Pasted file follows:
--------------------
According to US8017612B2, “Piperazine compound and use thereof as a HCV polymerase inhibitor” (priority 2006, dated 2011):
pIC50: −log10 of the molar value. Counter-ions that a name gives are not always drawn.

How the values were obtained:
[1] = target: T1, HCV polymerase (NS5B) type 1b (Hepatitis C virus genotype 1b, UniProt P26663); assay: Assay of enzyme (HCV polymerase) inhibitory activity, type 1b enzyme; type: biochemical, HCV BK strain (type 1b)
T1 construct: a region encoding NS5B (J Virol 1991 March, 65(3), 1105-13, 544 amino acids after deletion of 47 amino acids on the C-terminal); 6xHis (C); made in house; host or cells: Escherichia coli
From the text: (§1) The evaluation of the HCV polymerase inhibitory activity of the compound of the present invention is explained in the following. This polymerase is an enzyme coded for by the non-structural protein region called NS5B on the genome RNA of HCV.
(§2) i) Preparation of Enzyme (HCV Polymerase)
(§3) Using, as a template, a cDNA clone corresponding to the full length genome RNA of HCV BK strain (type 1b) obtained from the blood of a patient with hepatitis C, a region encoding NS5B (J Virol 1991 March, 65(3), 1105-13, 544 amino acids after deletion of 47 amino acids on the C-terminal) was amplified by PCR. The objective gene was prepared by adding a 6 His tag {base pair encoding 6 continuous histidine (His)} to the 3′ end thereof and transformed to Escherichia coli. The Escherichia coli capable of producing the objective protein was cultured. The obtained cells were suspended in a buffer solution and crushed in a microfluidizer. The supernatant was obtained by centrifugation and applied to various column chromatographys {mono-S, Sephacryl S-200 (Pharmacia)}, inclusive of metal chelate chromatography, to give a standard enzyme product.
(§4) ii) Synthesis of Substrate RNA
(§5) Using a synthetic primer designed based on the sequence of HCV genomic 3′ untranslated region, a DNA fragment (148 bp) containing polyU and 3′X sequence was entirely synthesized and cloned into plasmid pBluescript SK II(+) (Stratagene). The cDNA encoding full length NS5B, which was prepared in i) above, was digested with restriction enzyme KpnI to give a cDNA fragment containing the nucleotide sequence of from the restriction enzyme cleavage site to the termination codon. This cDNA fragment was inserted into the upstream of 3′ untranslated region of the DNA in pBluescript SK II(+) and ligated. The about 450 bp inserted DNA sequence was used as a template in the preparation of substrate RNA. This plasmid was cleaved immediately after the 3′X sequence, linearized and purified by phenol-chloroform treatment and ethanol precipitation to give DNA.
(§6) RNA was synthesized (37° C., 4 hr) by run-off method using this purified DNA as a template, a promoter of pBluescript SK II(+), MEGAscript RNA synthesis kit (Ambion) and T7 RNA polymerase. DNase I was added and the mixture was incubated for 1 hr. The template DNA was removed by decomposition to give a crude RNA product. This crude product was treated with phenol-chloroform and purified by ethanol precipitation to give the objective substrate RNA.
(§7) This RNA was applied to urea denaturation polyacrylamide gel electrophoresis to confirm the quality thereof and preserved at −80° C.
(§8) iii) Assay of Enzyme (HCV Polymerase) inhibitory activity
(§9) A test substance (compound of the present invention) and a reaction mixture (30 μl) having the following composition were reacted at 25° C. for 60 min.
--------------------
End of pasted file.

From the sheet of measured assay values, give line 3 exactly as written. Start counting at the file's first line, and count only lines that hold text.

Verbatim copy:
How the values were obtained: